2. Execute perl .\init-repository --no-webkit from within a VS Tools 2012 Command Prompt; and then optionally
3. Use SmartGit (from above link) (or equivalent) to “open an existing project” (choose the Qt5 root folder) and do a Pull from within SmartGit to download any non-default repositories (but do not download qlalr). That’s it; you have all necessary and optional Qt files (including submodules) on your system.

If anybody discovers other optional submodules that fail to build and/or are for internal use only (besides qlalr), please update this Wiki to specify them.

In general, the default submodules obtained via perl .\init-repository --no-webkit are sufficient. If you know, or later find out, that you other (non-default) modules, you can always add them later.

General Problems

If at some point you get the error saying that the command “python” (or anything similar) is not recognized, just check that the folder containing python.exe (or the appropriate .exe) is part of the path variable. If it is not, add it (use RapidEE as noted above for convenience) and try what you were doing again. If it is there, make sure you have restarted your command prompt AFTER the addition of the command to the path.

Two other path-related issues are important to note (quoted from the documentation associated with the link above): “Make sure the perl executable is found in the path before the perl executable provided by msysgit, since the latter is outdated“; and “You might not be able to build if sh.exe is in your PATH (for example due to a git or msys installation). Such an error is indicated by qt5-srcqtbasebinqmake.exe: command not found and alike. In this case, make sure that sh.exe is not in your path. You will have to re-configure if your installation is already configured.

During the process, you may encounter an error using nmake on a file. If you do, just go into that directory and force build the problem file. Then begin the nmake process on Qt5 again.

Specific Problems

WARNING: You may need to disable antivirus software AND SANDBOXING during the Qt nmake process (and, to be safe, throughout this entire process). Internally, Qt executes a number of executables that antivirus programs can interfere with (sometimes silently). In particular, if you have any sandboxing software, be SURE to disable sandboxing.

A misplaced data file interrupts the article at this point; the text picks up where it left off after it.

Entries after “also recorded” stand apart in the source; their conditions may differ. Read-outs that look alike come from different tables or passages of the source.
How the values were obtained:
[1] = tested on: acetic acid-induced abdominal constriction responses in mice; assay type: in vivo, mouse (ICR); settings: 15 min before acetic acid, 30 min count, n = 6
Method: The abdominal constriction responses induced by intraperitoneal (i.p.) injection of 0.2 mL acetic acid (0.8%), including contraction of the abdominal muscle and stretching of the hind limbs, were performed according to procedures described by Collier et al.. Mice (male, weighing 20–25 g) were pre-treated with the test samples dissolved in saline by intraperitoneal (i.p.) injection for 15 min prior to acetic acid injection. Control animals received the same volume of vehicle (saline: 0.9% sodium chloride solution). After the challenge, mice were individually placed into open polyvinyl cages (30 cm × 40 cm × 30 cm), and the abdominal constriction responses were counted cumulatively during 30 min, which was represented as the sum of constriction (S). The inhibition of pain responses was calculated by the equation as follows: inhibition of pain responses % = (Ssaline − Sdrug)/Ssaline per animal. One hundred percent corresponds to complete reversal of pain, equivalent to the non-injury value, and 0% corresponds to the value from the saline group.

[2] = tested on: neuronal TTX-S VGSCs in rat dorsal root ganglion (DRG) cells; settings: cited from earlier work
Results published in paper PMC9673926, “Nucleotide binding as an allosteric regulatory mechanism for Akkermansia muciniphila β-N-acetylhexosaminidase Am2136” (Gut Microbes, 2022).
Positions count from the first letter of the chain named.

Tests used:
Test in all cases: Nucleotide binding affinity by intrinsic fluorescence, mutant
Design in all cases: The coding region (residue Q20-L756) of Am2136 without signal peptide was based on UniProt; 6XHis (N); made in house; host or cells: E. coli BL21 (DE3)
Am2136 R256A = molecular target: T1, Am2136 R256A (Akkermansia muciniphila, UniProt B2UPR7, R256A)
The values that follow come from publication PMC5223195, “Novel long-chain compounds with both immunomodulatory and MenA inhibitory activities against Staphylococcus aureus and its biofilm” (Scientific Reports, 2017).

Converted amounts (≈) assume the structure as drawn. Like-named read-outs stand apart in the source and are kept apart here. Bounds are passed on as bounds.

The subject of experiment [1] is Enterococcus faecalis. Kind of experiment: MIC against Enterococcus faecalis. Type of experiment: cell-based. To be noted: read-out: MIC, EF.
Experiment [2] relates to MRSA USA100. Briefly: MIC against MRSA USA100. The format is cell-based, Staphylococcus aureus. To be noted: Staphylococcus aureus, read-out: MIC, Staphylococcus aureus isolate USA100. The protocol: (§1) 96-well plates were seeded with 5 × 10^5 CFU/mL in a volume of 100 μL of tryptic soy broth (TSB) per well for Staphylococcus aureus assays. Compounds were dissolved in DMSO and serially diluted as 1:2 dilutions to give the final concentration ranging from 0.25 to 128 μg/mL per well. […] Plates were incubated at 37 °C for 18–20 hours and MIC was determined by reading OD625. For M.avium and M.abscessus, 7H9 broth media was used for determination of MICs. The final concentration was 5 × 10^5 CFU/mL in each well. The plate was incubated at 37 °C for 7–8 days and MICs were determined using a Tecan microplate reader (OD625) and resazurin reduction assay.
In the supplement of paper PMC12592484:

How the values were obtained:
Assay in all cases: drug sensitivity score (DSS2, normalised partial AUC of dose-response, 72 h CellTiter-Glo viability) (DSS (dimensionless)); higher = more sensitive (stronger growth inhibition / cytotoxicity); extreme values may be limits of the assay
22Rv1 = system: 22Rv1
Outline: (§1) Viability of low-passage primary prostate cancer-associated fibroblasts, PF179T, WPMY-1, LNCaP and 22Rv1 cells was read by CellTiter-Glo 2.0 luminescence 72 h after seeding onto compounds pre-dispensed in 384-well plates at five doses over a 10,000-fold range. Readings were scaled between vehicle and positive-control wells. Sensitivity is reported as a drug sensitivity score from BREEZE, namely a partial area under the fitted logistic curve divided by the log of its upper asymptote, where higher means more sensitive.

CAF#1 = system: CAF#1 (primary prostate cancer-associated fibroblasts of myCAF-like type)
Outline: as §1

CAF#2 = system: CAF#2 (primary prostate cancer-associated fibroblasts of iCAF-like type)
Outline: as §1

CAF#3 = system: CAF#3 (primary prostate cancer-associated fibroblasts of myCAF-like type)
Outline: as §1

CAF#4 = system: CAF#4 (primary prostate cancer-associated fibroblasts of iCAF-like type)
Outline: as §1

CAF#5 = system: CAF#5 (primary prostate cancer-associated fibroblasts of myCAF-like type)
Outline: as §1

WARNING: AVAST! Sandbox users: Avast Sandbox has a bug in which even when you disable Avast’s auto-sandbox, the sandbox will NOT turn off and it will silently sandbox all resource files automatically created by Qt’s rcc program during Qt’s build process. The Qt build ALWAYS fails for any user who has installed the Avast autosandbox feature, EVEN WITH AUTO-SANDBOXING TURNED OFF. THE ONLY WAY TO OVERCOME THIS ISSUE IS TO COMPLETELY UNINSTALL AVAST! FROM YOUR SYSTEM before building Qt. You can reinstall Avast! after the Qt build is complete.

The compilation of Qt5 can take a long time (hours, even with the -mp multithreading option). Patience.

Step 3: Integrating Qt5 with Visual Studio 2012

  1. Download and install the Visual Studio Qt5 addin. It is in the “Other Downloads” section near the bottom of the page, and will not work with Visual Studio Express.

  2. Open Visual Studio 2012, and go to Qt Options (It’s under “Qt5” on the top menu bar).

  3. In the Qt Versions tab, check to see if Qt5 is already there. If it is not, click add, choose a version name (probably a name such as 5.x.x), and navigate to the folder containing qmake.exe (usually C:\Qt\qt5\qtbase).

  4. Exit the Qt Options dialog.

  5. Create a new Visual Studio Project. When you see the New Project dialog, you should see the Qt5 Projects Template option.

  6. Once you have your new Qt Project, right click on it and select “Convert to QMake generated project”. Build the project, then right click on it again and select “Convert project to Qt Add-in project”. Build again, then run. You should now have a working Qt Project.

Add Qt5 to an existing Visual Studio 2012 VC++ project

This section may or may not work for you. If you run into problems or have additional/better solutions, please leave a comment or edit the appropriate step.

  1. Right-click on your project in VS, and choose “unload project”. Right click on the project again, and select “edit [project name].vcxproj”. This opens the project file so you can add Qt5 to it.

  2. Go down to the Global PropertyGroup, and add or change the <Keyword> to Qt4VSv1.0.

  3. Reload the project, then right-click and select “Convert project to Qt Add-in project”

  4. Wait for the conversion to finish (it does not take more than a couple seconds), then choose Qt5>Project Settings. Go to the Modules tab, and check the modules you would like your project to rely on (the basic ones are Core, Widgets, and GUI).

  5. Following the steps here, add the directory $(QTDIR)\include.


    If at any time you are including windows.h, you need to #define NOMINMAX before doing so to prevent conflict with qdatetime.h.

    Once the above steps are done, you can make your project usable by Qt Creator by selecting Qt5>Create basic .pro file.

ENDING NOTES: If you have a question related to the information contained in this guide, please post it as a new question (not an answer here), and the answer or a link to the answer may get added.